Financial Aid: Common Terms & Definitions
Last updated November 1, 2023
Here are some important financial aid terms and definitions you'll likely come across during the college application process.
Your budget is a plan for how you spend your money. Your budget should show you how much you make compared to how much you spend in a given week or month, how much you can afford to save, and what expenses you can or should cut to save money. Your budget should ensure you have enough money to cover your living expenses.
College expenses are the things you will need to pay for as a college student, like housing, food, transportation, books and class fees, and more.
A contributor is anyone that provides information on your FAFSA. This includes a student, their parent(s), and the student’s spouse (only if applicable). All contributors are required to create an FSA ID in order to complete their portion of the FAFSA.
Cost of attendance (COA)
The COA is an estimate of what you can expect to pay for one year of college. This includes tuition and fees, room and board, books and supplies, transportation, and more.
FAFSA Submission Summary
The FAFSA Submission Summary is a document that gives you basic information about your eligibility for financial aid. This report includes your Student Aid Index (SAI) and your answers to questions on the FAFSA. Typically, you should receive your FAFSA Submission Summary after you finish completing your FAFSA.
Federal student loans
Federal student loans help many students pay for college. These loans typically offer borrowers lower interest rates and have more flexible repayment options than private loans from banks or credit unions. All types of federal student loans typically must be paid back after graduating or leaving college.
Work-study is a federal student aid program that provides students at participating colleges with part-time job opportunities. Eligibility for work-study is determined when completing the FAFSA.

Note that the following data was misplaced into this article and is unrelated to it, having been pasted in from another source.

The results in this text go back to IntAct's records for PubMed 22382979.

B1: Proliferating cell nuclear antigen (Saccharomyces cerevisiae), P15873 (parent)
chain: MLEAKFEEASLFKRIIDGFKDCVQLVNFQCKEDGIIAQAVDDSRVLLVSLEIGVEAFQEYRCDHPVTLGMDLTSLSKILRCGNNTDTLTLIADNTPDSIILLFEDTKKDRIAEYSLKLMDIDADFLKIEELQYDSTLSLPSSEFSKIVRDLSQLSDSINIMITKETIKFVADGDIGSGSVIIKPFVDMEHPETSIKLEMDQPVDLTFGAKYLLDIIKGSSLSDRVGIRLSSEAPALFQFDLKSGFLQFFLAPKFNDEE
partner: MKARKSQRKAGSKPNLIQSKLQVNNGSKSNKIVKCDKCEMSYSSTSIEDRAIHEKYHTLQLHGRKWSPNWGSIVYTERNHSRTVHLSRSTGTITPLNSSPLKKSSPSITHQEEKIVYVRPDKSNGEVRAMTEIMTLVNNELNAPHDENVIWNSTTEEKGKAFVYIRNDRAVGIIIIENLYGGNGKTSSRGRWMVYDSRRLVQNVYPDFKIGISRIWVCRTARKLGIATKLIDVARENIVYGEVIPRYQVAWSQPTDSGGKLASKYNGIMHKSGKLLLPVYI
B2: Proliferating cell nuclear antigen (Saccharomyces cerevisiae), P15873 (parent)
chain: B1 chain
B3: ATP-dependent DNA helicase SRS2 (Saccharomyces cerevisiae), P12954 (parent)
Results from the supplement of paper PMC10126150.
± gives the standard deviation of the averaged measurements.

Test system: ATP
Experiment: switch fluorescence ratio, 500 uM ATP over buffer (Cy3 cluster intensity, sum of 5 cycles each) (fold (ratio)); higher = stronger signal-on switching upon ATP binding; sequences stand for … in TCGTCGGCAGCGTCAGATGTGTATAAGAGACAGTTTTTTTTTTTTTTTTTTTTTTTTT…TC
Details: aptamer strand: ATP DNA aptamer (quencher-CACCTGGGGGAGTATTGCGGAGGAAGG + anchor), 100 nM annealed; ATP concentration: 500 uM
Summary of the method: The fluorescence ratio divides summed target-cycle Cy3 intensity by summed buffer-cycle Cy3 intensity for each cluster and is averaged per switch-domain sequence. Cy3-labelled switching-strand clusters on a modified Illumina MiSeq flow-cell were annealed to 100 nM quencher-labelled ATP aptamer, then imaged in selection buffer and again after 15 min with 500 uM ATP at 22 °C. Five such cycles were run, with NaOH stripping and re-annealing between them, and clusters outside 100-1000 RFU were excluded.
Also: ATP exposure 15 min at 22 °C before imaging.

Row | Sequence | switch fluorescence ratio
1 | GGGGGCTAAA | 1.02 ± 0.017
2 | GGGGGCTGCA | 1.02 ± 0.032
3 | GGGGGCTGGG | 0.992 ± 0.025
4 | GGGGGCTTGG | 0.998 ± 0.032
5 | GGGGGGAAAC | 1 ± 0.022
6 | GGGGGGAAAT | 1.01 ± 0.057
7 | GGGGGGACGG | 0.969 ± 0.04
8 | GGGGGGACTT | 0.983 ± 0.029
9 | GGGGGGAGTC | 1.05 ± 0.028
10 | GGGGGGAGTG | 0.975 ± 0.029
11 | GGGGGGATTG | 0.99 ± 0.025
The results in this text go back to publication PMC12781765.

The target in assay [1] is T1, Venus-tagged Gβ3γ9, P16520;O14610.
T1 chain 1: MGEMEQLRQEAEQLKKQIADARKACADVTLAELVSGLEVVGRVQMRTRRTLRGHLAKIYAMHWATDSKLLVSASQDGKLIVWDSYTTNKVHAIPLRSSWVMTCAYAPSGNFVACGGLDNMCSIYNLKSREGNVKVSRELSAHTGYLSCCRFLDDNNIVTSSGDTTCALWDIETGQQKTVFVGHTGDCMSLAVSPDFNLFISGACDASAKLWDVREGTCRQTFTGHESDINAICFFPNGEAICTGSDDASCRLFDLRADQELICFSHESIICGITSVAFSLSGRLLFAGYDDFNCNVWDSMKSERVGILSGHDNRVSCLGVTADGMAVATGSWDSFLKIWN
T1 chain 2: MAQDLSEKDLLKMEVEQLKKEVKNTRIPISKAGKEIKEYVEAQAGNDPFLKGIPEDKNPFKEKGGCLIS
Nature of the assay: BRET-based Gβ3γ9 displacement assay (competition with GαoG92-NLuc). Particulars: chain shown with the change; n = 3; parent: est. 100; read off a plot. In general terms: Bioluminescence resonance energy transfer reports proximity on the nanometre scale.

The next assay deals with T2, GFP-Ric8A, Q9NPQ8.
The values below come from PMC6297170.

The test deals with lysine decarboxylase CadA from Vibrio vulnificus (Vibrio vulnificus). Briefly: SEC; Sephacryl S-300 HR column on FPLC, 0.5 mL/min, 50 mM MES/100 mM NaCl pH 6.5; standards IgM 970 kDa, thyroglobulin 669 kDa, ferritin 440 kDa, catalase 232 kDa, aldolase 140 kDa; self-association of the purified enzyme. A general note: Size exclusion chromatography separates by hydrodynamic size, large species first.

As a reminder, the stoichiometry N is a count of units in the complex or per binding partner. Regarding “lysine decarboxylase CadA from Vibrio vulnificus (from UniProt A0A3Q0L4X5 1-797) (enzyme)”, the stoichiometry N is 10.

Financial aid is money that helps students cover college costs, like tuition, room and board, class fees, and more. Some of the most common forms of financial aid are scholarships, loans, grants, and work-study.
Financial aid award letter/offer letter
An official letter from a college you’ve been accepted to that breaks down the details of your financial aid package and the aid you’re being offered in a given school year. It may include financial aid from a variety of sources, including grants, scholarships, work-study, and loans.
Financial need is the amount calculated by taking the cost of attendance (COA) at a college minus your Student Aid Index (SAI) as calculated by the FAFSA.
Free Application for Federal Student Aid (FAFSA)
The FAFSA is a federal financial aid application form that students must complete in order to be eligible for federal, state-based, campus-based, and most forms of private financial aid for college. You must complete or renew the FAFSA for every year you are in college.
Federal Student Aid Identification (FSA ID)
An FSA ID is a unique ID that each contributor to a FAFSA must make in order to access, complete, and sign it.
Grants are amounts of money given to students with financial need by their college, state, or the federal government. They typically don’t need to be repaid.
The net price is an amount of money that a student pays to attend a college in a single academic year after subtracting any scholarships or grants they receive.
Parent PLUS loans
This type of federal student loan is taken out by a parent or legal guardian on your behalf to help you pay for college. Parent PLUS loans typically must be repaid in full.
These types of loans come from private organizations, such as banks, credit unions, or online lenders. Typically, they have higher interest rates and less favorable repayment options than federal student loans.
Scholarships are sums of money awarded to students to help them pay for college. Scholarships are typically awarded to students by a college, company, or private organization/foundation. Different scholarships will have different eligibility requirements. Scholarships typically never need to be repaid.
State-based financial aid
This type of aid is awarded to college students by their state, rather than the federal government. Different states will have different amounts of aid offered to students and different eligibility requirements.
Student Aid Index (SAI)
Your SAI is the number that a college will use to determine how much financial aid you’re eligible for. This number is determined by the financial information you provided on your FAFSA. The number can go as low as -1,500.
Subsidized loans do not accrue interest while you are attending college. After you graduate, leave school, or drop below half-time enrollment, you will have a six-month grace period before you are required to begin repayment.
Unsubsidized loans accrue interest from the moment the loan is granted to you. After you graduate, leave school, or drop below half-time enrollment, you will have a six-month grace period before you are required to begin repayment.
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